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The EU Late Payment Regulation: Creditor Protection in Commercial Transactions

The European Parliament’s recent vote held on 23rd April 2024 marked a significant step towards addressing the issue of late payments within the European Union. The European Parliament voted in favour of the adoption of the Late Payment Regulation, which is set to replace the current Late Payment Directive. In a nutshell, the new Regulation aims to offer improved safeguards for creditors from debtors who take advantage by receiving goods or services and delaying payment.

Awaiting approval from EU Member States, the new Regulation promises a key shift in how late payments are dealt with throughout the Member States. It is crucial to understand the transition from the current directive on late payments, to a regulation. While a directive sets out a binding goal that EU Member States must achieve, requiring them to transpose it into national law, a regulation is automatically and uniformly applicable across all EU Member States without the need for national transposition, being binding in its entirety.

The Late Payment Regulation shall apply specifically to commercial transactions, specifically those between undertakings or between undertakings and public authorities where the latter is the debtor, involving the delivery of goods/provision of services for remuneration. Consequently, this regulation does not affect transactions involving consumers.

Key points that emerge from the Late Payment Regulation are:

  1. Payment Periods:
  • In commercial transactions between public authorities and undertakings, the payment period cannot exceed 30 calendar days from the date of receipt of the invoice or request for payment, provided that the debtor has received the goods or services.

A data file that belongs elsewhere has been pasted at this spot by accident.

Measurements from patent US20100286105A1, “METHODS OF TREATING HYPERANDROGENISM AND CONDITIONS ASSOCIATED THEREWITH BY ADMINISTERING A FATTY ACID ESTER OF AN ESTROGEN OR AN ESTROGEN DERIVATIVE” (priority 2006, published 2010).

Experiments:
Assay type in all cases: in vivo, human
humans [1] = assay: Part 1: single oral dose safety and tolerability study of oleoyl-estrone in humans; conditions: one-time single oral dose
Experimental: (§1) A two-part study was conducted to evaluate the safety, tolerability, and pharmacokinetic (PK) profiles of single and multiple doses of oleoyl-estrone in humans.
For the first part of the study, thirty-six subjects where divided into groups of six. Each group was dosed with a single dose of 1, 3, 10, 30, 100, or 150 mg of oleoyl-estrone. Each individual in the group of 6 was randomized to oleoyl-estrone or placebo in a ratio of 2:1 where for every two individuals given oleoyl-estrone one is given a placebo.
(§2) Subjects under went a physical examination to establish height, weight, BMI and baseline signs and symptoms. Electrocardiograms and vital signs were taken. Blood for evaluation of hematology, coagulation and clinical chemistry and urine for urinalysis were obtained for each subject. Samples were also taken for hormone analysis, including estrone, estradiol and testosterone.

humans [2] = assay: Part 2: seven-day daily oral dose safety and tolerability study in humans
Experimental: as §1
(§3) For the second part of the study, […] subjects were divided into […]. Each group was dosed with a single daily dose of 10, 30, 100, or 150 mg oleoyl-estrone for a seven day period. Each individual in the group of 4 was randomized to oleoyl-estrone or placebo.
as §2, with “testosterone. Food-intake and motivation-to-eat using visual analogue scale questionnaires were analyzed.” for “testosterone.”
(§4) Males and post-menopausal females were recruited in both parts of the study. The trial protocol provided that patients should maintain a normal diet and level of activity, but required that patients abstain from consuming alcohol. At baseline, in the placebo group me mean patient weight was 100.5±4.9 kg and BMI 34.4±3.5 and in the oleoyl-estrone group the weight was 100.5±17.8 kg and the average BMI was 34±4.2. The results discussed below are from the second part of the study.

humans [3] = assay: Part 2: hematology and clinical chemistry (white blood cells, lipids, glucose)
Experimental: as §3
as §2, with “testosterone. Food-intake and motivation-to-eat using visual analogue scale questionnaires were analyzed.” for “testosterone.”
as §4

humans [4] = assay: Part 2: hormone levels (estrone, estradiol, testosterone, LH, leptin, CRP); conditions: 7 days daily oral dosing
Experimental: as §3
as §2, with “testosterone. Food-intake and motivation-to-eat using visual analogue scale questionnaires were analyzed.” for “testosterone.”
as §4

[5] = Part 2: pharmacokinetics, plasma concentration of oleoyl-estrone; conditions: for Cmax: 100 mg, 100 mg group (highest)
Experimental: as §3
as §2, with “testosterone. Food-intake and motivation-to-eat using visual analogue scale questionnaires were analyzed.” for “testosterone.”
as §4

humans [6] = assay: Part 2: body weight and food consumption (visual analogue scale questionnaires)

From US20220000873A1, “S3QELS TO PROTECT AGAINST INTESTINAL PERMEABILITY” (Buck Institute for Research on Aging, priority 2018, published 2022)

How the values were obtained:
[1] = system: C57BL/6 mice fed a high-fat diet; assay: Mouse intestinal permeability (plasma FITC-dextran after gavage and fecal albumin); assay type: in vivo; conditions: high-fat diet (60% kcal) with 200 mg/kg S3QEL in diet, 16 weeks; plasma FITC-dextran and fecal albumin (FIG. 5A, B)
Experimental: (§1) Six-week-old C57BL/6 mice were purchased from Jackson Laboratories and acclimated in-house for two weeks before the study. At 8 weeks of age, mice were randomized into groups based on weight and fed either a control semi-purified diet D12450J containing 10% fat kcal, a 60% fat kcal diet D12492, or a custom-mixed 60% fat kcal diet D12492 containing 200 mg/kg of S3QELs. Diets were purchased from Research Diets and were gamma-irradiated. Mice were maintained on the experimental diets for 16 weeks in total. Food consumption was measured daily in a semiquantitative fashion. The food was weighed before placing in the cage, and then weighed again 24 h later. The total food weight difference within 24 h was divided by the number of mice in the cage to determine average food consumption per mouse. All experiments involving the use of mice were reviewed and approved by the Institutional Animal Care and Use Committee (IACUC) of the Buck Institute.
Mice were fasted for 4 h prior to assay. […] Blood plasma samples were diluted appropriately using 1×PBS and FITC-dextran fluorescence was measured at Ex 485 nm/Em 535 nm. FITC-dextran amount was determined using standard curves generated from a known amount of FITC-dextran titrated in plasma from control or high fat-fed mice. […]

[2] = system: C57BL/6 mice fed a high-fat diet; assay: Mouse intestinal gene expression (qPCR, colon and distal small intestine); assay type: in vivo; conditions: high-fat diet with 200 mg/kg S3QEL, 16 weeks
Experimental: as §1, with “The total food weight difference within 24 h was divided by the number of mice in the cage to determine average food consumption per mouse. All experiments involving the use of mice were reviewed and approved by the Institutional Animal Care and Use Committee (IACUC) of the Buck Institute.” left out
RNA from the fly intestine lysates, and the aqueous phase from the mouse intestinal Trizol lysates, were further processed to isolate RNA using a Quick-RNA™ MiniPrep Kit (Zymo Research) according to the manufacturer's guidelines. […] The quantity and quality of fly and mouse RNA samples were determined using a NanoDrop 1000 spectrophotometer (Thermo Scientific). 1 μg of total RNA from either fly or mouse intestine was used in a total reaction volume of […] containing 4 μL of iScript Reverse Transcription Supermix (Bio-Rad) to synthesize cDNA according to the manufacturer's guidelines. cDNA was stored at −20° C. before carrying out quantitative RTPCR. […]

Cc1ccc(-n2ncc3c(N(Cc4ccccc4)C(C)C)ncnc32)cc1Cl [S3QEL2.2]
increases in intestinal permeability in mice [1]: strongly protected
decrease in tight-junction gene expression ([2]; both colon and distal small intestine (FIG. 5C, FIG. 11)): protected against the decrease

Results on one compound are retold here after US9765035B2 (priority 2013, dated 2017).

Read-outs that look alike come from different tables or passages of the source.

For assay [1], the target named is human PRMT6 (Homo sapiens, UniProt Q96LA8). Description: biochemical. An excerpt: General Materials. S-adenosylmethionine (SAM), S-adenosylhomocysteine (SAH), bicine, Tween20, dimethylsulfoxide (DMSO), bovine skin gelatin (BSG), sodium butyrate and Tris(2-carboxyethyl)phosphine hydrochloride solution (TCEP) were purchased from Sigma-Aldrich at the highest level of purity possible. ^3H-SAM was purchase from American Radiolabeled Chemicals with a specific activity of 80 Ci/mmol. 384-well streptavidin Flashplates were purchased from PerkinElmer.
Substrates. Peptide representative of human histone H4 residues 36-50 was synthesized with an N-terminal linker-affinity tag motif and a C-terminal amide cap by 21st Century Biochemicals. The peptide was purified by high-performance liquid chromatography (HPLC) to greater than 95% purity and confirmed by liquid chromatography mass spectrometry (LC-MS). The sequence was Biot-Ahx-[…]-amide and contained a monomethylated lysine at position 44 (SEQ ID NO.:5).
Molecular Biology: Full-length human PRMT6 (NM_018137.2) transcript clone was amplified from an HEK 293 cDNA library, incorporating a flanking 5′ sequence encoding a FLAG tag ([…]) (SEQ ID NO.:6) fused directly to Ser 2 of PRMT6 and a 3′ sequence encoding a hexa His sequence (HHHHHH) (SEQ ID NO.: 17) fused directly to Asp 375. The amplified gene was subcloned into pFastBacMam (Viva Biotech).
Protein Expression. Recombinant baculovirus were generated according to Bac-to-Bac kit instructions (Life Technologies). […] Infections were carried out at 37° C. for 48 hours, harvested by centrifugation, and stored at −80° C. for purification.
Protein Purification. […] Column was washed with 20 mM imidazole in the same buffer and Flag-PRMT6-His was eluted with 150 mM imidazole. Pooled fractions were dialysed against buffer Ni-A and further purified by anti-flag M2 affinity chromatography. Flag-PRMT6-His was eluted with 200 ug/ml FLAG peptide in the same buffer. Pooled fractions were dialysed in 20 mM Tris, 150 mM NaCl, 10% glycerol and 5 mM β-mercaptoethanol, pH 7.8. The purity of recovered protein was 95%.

• In commercial transactions between undertakings, the parties can extend the payment period to a maximum of 60 calendar days if expressly agreed in the contract. If not, the 30 calendar days shall apply.
  • In transactions between undertakings involving the purchase of slow moving or seasonal goods, the payment period may be extended up to 120 calendar days.


  1. Interest for Late Payment: Creditors cannot waive their right to receive interest for late payments when the debtor is a public authority or a large undertaking. Furthermore, the interest rate is set at 8% plus the ECB rate of 4.5%, totalling 12.5%.


  1. Compensation for Recovery Costs: A flat fee compensation for recovery costs is automatically due by the debtor to the creditor when interest for late payment is applicable, and the creditor is prohibited from waiving its right to receive this compensation when the debtor is a public authority or a large undertaking. The amount of the flat fee varies depending on every commercial transaction’s value, and ranges from €50 up to €150.


  1. Prohibition of Certain Contractual Terms: Any contractual terms altering the payment period or excluding or restricting the right of the creditors to obtain interest or compensation for recovery costs shall be null and void and in any case shall be prohibited, thereby ensuring creditor protection.


Apart from the foregoing, the new Regulation also lays down enforcement measures. Member States shall designate enforcement authorities who shall take proportionate measures to ensure that the deadline of payments are complied with, and shall co-operate with other enforcement authorities in other states.

In conclusion, the new Late Payment Regulation marks a significant step towards better protecting creditors within the EU. The change from the current directive to a regulation ensures uniform application across all EU Member States. Such an approach is particularly advantageous for those businesses engaged in cross-border trade within the EU, thereby ensuring consistency in commercial transactions.